Introduction to Blog

I launched the website and the Blog after having spoken to government officials, political analysts and security experts specializing in South Asian affairs from three continents. The feedback was uniformly consistent. The bottom line is that when Kashmiris are suffering and the world has its own set of priorities, we need to find ways to help each other. We must be realistic, go beyond polemics and demagoguery, and propose innovative ideas that will bring peace, justice and prosperity in all of Jammu and Kashmir.

The author had two reasons to create this blog. First, it was to address the question that was being asked repeatedly, especially, by journalists and other observers in the U.S., U.K., and Canada, inquiring whether the Kashmiri society was concerned about social, cultural and environmental challenges in the valley given that only political upheaval and violence were reported or highlighted by media.

Second, the author has covered the entire spectrum of societal issues and challenges facing Kashmiri people over an 8-year period with the exception of politics given that politics gets all the exposure at the expense of REAL CHALLENGES that will likely result in irreversible degradation in the quality of life and the standard of living for future generations of Kashmiris to come.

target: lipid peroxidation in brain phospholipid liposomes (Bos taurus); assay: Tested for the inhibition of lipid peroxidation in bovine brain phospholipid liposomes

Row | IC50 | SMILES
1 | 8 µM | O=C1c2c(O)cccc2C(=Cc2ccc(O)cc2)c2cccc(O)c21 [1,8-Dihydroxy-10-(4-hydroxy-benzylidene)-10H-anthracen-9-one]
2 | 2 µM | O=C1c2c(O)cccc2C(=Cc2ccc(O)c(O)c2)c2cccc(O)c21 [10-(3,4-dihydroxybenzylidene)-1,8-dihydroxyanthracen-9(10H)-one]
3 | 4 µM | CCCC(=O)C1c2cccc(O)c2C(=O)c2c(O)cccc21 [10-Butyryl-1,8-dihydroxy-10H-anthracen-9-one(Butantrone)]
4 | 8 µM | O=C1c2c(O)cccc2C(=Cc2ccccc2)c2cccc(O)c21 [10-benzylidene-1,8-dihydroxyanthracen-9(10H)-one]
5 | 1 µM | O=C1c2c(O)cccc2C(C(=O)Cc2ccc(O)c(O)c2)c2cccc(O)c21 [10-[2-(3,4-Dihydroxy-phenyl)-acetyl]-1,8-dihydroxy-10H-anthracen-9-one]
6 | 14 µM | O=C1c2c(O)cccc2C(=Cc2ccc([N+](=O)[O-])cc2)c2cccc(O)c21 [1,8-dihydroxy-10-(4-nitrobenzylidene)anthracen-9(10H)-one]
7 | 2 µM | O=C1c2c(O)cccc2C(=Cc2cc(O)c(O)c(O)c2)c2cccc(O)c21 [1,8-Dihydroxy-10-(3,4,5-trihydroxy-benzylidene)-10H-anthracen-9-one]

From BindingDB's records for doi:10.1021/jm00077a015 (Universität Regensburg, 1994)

The author stopped adding additional material to the Blog once it was felt that most, if not all, concerns, challenges and issues facing the Kashmiri society are cataloged in the Blog. There are over 1900 entries in the Blog and most commentaries include short biographical sketches of authors to bring readers close to the essence of Kashmir. Unfortunately, the 8-year assessment also indicates that neither Kashmiri civil society, nor intellectuals or political leadership have any inclination or enthusiasm in pursuing issues that do not coincide with their vested political agendas. What it means for the future of Kashmiri children and their children is unfathomable. But the evidence is all laid out.